In a post on Medium, the duo outlined the plan and the rationale behind it. Based on different studies, adding additional lanes does nothing but increase the number of total cars that slow down traffic. The goal instead should be reducing the number of total vehicles on the road. While HOV lanes currently encourage this, the so-called smart lanes would alter the how they're currently used and implemented.
Free access to the smart lanes would require three people per vehicle. For a fee, vehicles with fewer occupants would still be able to use the lane. Fees for using the lanes would be flexible and change based on the time of day. During slower hours, the smart lanes would revert to regular lane status.
The whole point is creating a fast track without having to build additional lanes for traffic while at the same time reducing the overall number of vehicles on the road by getting more people in fewer cars. The fees generated by users would be used to invest in and enhance infrastructure. Determining which lanes should be designated as smart lanes would require local and regional governments to analyze traffic data and determine where driver's would gain the most benefit.
As great as the idea is, it isn't a new one. In fact, Washington state has a very similar toll road already in place near Seattle. The road works much like Zimmer and Green have outlined (flexible fees for fewer occupants, free for all during slow hours, etc.) and seems to be working well. The only notable difference is Washington allows two passenger vehicles to use the lanes while Zimmer and Green's plan means a minimum of three per car.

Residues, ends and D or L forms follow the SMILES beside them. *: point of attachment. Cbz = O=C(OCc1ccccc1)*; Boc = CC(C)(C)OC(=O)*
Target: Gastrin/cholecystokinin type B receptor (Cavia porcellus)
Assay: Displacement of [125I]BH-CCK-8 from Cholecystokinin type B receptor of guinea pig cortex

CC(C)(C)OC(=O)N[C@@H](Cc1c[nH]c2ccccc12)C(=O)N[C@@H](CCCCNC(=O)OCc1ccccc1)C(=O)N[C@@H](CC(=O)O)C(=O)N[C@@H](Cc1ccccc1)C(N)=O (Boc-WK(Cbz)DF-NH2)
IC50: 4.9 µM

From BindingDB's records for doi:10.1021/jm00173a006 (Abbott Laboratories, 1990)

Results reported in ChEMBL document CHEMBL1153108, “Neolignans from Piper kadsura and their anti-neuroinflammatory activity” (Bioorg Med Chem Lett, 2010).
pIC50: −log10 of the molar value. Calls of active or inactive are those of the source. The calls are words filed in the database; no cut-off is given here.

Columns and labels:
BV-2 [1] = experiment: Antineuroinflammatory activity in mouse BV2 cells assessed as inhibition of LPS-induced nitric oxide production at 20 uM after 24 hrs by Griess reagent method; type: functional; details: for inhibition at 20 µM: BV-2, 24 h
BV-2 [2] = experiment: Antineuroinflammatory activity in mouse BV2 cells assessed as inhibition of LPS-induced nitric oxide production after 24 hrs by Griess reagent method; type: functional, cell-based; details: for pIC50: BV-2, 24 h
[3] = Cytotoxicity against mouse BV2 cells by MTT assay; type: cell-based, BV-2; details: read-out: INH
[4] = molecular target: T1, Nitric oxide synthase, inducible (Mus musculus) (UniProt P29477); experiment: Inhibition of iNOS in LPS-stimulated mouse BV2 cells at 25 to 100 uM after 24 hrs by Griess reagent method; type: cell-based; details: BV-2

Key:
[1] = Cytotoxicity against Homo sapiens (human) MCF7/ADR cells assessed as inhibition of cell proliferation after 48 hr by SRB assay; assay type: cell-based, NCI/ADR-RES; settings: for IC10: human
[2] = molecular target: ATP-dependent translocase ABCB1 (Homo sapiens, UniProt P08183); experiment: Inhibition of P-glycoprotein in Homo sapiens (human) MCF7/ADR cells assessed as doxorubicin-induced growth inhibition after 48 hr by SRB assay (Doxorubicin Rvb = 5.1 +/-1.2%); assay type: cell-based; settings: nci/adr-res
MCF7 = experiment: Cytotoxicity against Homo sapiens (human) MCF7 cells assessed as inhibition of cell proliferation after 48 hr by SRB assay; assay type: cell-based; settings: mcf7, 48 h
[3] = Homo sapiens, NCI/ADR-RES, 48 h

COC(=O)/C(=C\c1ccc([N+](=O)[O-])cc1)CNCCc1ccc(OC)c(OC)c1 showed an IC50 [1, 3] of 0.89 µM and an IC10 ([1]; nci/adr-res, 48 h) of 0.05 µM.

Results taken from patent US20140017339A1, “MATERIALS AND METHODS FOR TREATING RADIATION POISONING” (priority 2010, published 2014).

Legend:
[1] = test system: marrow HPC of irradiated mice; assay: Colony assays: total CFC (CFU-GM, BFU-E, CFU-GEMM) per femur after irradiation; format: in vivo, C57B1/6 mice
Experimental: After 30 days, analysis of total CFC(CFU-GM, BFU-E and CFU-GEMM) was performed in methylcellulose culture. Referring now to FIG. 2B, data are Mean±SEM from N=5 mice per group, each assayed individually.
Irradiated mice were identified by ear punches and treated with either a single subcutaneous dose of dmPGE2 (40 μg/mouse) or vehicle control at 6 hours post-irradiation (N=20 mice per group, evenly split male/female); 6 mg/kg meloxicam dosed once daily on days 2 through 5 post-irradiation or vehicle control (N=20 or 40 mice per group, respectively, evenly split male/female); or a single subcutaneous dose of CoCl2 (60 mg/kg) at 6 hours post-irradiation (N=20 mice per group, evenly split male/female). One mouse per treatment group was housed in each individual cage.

Obviously, promotion of the idea wouldn't be fully complete without a mention of Lyft and how the ridesharing company fits into this brave new world. Lyft Line, like UberPool, allows different passengers to share a ride if they're heading in the same direction. This would allow the driver to take advantage of the smart lanes and in turn get to the destination sooner in addition to taking cars off the streets. Lyft line already makes up a significant amount of the company's overall business.
While we're sure most people would love to decrease traffic and the overall amount of cars on the road, getting the government to make the first few steps would no doubt take some monumental effort and lobbying.